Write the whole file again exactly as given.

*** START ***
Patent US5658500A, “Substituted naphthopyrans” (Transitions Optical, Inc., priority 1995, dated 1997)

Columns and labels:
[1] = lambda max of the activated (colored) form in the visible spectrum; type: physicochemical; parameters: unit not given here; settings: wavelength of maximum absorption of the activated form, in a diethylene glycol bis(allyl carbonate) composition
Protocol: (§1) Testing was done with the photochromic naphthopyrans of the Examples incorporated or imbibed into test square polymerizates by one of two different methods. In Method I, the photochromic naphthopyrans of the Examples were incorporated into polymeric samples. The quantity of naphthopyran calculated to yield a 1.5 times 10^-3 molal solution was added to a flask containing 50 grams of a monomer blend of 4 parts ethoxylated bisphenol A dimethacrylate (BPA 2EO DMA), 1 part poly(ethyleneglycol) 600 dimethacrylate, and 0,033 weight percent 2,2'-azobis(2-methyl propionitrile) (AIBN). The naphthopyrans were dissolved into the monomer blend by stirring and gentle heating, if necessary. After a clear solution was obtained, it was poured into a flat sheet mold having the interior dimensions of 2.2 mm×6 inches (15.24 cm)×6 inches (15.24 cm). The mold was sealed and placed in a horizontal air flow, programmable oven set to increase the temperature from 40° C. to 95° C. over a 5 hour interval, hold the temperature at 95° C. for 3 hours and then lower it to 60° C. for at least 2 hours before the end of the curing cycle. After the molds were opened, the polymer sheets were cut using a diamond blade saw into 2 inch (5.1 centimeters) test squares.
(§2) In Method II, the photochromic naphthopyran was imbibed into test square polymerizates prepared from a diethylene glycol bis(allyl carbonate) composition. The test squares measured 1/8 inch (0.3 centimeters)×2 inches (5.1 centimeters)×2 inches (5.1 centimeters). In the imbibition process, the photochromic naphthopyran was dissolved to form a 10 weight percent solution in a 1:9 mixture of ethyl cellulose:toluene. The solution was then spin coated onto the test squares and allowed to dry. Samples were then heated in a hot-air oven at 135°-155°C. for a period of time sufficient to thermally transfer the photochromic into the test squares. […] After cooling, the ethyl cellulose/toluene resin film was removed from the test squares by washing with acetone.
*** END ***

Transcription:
Patent US5658500A, “Substituted naphthopyrans” (Transitions Optical, Inc., priority 1995, dated 1997)

Columns and labels:
[1] = lambda max of the activated (colored) form in the visible spectrum; type: physicochemical; parameters: unit not given here; settings: wavelength of maximum absorption of the activated form, in a diethylene glycol bis(allyl carbonate) composition
Protocol: (§1) Testing was done with the photochromic naphthopyrans of the Examples incorporated or imbibed into test square polymerizates by one of two different methods. In Method I, the photochromic naphthopyrans of the Examples were incorporated into polymeric samples. The quantity of naphthopyran calculated to yield a 1.5 times 10^-3 molal solution was added to a flask containing 50 grams of a monomer blend of 4 parts ethoxylated bisphenol A dimethacrylate (BPA 2EO DMA), 1 part poly(ethyleneglycol) 600 dimethacrylate, and 0,033 weight percent 2,2'-azobis(2-methyl propionitrile) (AIBN). The naphthopyrans were dissolved into the monomer blend by stirring and gentle heating, if necessary. After a clear solution was obtained, it was poured into a flat sheet mold having the interior dimensions of 2.2 mm×6 inches (15.24 cm)×6 inches (15.24 cm). The mold was sealed and placed in a horizontal air flow, programmable oven set to increase the temperature from 40° C. to 95° C. over a 5 hour interval, hold the temperature at 95° C. for 3 hours and then lower it to 60° C. for at least 2 hours before the end of the curing cycle. After the molds were opened, the polymer sheets were cut using a diamond blade saw into 2 inch (5.1 centimeters) test squares.
(§2) In Method II, the photochromic naphthopyran was imbibed into test square polymerizates prepared from a diethylene glycol bis(allyl carbonate) composition. The test squares measured 1/8 inch (0.3 centimeters)×2 inches (5.1 centimeters)×2 inches (5.1 centimeters). In the imbibition process, the photochromic naphthopyran was dissolved to form a 10 weight percent solution in a 1:9 mixture of ethyl cellulose:toluene. The solution was then spin coated onto the test squares and allowed to dry. Samples were then heated in a hot-air oven at 135°-155°C. for a period of time sufficient to thermally transfer the photochromic into the test squares. […] After cooling, the ethyl cellulose/toluene resin film was removed from the test squares by washing with acetone.